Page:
‘Tis the season for college free agents.
Every spring we see a handful of NCAA players land with NHL teams and this year’s big college free agent is Jimmy Vesey after he decided not to sign with the Nashville Predators, the team that drafted him in 2012. It appears as though the coveted Harvard winger will join the Boston Bruins when he officially becomes available on Aug. 15.
With nearly four years of hindsight, it’s safe to say the 2012 NHL Draft was not great and some feel Vesey could eventually become one of the best players to emerge from that class. The fact Vesey’s in the spotlight following his impressive college career doesn’t mean success at the NHL level is guaranteed. But perhaps we can predict roughly how successful he’ll be — or at least get a better understanding of what our expectations of him should be — based on what other recent high-profile NCAA free agents have done in the NHL.
Vesey’s taking a somewhat unconventional route to the NHL, but by no means is he the first player to do so.
Just like Vesey is doing, Schultz chose not to begin his NHL career with the team that drafted him. The defenceman was selected in the second round (43rd overall) in 2008 by Anaheim but could never come to terms on a contract with the Ducks. In 2012, after he was ready to move on from the University of Wisconsin, Schultz became a free agent and signed with the Edmonton Oilers.
Similarly to the way Predators GM David Poile is upset with Vesey, Ducks GM Bob Murray didn’t like how Schultz and his management team handled the situation.
“We received no phone call from Justin Schultz. I’m more confused more than ever,” Murray told reporters on a conference call in 2012. “I’m confused because if he had it in his mind that he wanted to play in Canada then okay. I get that. I’m a Canadian too. But Eric Lindros, when he didn’t want to play in Quebec, he went to his team that drafted him and said, ‘No, I’m not going to play there.’ He allowed that team to make a move to get something for him. He told us numerous times he wanted to play with us. He needed to just tell us the truth.”
The offensive-minded blueliner began his first year as a pro with 27 points in 48 games with the Oilers plus an additional 48 points in 34 AHL games. However, his output has progressively gotten worse since his rookie campaign and the Oilers traded him to the Penguins for a third-round pick earlier this year.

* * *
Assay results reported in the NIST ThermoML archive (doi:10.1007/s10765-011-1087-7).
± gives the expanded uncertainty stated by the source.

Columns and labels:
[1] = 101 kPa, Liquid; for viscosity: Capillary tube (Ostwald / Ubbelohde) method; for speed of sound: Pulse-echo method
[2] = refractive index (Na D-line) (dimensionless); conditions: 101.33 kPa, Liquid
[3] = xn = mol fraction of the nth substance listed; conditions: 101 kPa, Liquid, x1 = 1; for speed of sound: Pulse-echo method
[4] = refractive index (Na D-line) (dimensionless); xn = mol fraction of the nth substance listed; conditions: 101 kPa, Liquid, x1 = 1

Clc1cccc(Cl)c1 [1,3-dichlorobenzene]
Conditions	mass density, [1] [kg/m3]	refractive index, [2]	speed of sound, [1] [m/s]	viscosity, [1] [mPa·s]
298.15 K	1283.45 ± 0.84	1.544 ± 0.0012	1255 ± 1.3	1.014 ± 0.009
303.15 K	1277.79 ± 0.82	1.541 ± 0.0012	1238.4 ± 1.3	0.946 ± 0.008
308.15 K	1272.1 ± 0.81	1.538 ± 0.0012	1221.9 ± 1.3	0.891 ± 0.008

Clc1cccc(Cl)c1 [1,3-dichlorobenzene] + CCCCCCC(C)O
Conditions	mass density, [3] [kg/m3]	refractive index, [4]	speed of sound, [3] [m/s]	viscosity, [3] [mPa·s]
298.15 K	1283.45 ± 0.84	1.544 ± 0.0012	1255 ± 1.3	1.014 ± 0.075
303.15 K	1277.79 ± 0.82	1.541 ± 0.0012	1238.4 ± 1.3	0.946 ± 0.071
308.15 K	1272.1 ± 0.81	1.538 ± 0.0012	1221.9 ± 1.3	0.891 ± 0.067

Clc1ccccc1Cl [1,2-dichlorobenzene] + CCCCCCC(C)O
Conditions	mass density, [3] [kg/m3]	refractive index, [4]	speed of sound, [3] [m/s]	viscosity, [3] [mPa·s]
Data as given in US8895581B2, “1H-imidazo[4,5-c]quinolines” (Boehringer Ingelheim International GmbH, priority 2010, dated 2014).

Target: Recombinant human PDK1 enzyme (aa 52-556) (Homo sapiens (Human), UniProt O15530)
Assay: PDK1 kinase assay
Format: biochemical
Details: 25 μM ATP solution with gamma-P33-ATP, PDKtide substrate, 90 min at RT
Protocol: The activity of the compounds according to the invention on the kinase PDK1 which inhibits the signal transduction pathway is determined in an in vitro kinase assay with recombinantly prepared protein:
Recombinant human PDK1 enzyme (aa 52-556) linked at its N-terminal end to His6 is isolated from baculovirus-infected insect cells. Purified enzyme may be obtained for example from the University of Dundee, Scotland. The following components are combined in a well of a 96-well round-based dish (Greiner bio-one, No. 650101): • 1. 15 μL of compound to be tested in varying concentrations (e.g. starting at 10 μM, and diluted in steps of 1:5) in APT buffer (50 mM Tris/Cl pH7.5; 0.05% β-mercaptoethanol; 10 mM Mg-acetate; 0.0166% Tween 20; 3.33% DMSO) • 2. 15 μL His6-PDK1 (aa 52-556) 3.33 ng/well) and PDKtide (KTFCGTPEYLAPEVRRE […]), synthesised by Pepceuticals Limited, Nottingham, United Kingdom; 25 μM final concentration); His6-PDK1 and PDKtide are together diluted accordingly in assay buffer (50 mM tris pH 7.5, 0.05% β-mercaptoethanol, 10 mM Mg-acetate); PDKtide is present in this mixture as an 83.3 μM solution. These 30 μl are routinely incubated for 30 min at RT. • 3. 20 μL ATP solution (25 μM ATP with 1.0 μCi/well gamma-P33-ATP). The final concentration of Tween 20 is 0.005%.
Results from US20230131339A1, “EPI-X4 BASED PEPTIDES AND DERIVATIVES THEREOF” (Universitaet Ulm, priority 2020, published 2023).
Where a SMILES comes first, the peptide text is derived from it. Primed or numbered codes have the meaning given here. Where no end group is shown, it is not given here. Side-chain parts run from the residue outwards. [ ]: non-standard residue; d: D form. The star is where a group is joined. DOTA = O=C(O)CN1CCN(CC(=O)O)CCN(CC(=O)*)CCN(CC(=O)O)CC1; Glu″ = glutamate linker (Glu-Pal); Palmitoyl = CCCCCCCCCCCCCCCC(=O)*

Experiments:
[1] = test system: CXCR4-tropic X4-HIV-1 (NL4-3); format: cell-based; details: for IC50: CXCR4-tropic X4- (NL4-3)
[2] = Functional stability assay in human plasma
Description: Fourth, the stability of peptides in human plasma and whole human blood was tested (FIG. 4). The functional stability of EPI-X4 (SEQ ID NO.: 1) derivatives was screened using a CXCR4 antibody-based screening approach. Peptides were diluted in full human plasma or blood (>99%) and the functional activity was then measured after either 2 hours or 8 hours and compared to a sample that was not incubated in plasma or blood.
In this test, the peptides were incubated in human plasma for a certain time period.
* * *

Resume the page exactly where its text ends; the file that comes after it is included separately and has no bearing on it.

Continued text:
While Vesey was the hottest commodity to come out of NCAA this year, Hayes had that distinction in 2014. The forward never came to terms with the Chicago Blackhawks after the team drafted him 24th overall in 2010. Hayes played four years at Boston College before electing to test free agency. He ended up signing with the New York Rangers where he has been a solid presence up front. The Blackhawks received a second-round compensatory pick in the 2015 draft, per article 8.3(b) in the NHL’s Collective Bargaining Agreement.
“We offered Kevin what we believed was a generous and fair contract. Unfortunately, he felt it was in his best interests to become a free agent,” Blackhawks general manager Stan Bowman said in a statement.
The Preds and Bruins were two of the teams rumoured to have been interested in Hayes at the time.
Reilly also followed the path Schultz and Hayes chose to take. The defenceman was drafted in the fourth round (98th overall) by the Columbus Blue Jackets in 2011 but signed with the Minnesota Wild in June 2015. The 22-year-old began the 2015-16 season with the Iowa Wild in the AHL but has been an everyday player for the NHL’s Wild since early February.
The three players above were in the same situation as Vesey, but not all college free agents have to choose to abandon one organization to test the open market. Some never get drafted but still go on to enjoy NHL success after time in the NCAA.
The Maple Leafs dove into the college free agent waters in 2009 with two notable signings, one of which panned out. The team added Notre Dame’s Christian Hanson and Bozak of the University of Denver. Hanson had a couple of decent seasons with the Marlies in the AHL but couldn’t hack it in the NHL. Bozak, meanwhile, has developed into a quality NHLer. Bozak served as the team’s de facto No. 1 centre when Phil Kessel was on the Leafs and he is currently the longest serving member of the team. The Leafs have shown to be a fan of adding talent from the NCAA. Last year they acquired the rights to Zach Hyman and signed Casey Bailey. They’re reportedly interested in Vesey as well.
The power play quarterback was a revelation when he was thrust into the Bruins lineup during the 2013 Stanley Cup Playoffs. Despite only having three regular-season games under his belt he shone and provided a spark in 15 post-season contests. The Michigan State alumnus has continued to impress at the NHL level and can be counted on for roughly 40 points per season.
Defencemen typically take longer to develop than forwards and that’s what we’ve seen with DeKeyser. He was passed over by all 30 teams in the draft yet he showed vast improvements while at Western Michigan University. The Red Wings were a perfect fit for the Detroit native. The 26-year-old is in his third season as a top-four defenceman there.
Other recent undrafted free agents from the NCAA include: Matt Read, J.T. Brown, Justin Fontaine, Teddy Purcell, Ben Scrivens, Matt Irwin and Mark Letestu among many others.
Approximately 30 per cent of NHL players have spent time playing in the NCAA.